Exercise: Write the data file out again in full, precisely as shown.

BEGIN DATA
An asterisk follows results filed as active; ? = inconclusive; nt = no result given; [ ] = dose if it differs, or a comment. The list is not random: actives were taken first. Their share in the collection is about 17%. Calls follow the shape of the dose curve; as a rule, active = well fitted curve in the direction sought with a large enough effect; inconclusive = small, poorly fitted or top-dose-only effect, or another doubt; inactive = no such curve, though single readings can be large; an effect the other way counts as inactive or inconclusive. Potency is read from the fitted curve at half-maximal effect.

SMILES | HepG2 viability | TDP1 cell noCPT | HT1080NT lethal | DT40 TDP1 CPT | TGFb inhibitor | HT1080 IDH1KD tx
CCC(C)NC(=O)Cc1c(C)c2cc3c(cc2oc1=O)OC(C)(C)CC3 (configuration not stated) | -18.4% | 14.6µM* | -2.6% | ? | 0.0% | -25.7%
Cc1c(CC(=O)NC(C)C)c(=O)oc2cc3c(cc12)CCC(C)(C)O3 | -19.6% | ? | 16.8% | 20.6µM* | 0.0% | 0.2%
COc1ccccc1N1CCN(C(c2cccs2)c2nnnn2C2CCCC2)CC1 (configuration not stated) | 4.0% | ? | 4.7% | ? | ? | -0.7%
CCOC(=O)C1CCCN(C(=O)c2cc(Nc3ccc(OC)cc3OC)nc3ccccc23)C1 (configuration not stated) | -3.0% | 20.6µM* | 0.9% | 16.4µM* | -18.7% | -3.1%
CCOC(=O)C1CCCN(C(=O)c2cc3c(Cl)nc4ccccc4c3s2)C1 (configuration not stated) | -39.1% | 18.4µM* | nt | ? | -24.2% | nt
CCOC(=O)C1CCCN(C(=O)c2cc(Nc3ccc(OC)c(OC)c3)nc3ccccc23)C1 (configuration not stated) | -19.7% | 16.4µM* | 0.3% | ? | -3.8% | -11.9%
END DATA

An asterisk follows results filed as active; ? = inconclusive; nt = no result given; [ ] = dose if it differs, or a comment. The list is not random: actives were taken first. Their share in the collection is about 17%. Calls follow the shape of the dose curve; as a rule, active = well fitted curve in the direction sought with a large enough effect; inconclusive = small, poorly fitted or top-dose-only effect, or another doubt; inactive = no such curve, though single readings can be large; an effect the other way counts as inactive or inconclusive. Potency is read from the fitted curve at half-maximal effect.

SMILES | HepG2 viability | TDP1 cell noCPT | HT1080NT lethal | DT40 TDP1 CPT | TGFb inhibitor | HT1080 IDH1KD tx
CCC(C)NC(=O)Cc1c(C)c2cc3c(cc2oc1=O)OC(C)(C)CC3 (configuration not stated) | -18.4% | 14.6µM* | -2.6% | ? | 0.0% | -25.7%
Cc1c(CC(=O)NC(C)C)c(=O)oc2cc3c(cc12)CCC(C)(C)O3 | -19.6% | ? | 16.8% | 20.6µM* | 0.0% | 0.2%
COc1ccccc1N1CCN(C(c2cccs2)c2nnnn2C2CCCC2)CC1 (configuration not stated) | 4.0% | ? | 4.7% | ? | ? | -0.7%
CCOC(=O)C1CCCN(C(=O)c2cc(Nc3ccc(OC)cc3OC)nc3ccccc23)C1 (configuration not stated) | -3.0% | 20.6µM* | 0.9% | 16.4µM* | -18.7% | -3.1%
CCOC(=O)C1CCCN(C(=O)c2cc3c(Cl)nc4ccccc4c3s2)C1 (configuration not stated) | -39.1% | 18.4µM* | nt | ? | -24.2% | nt
CCOC(=O)C1CCCN(C(=O)c2cc(Nc3ccc(OC)c(OC)c3)nc3ccccc23)C1 (configuration not stated) | -19.7% | 16.4µM* | 0.3% | ? | -3.8% | -11.9%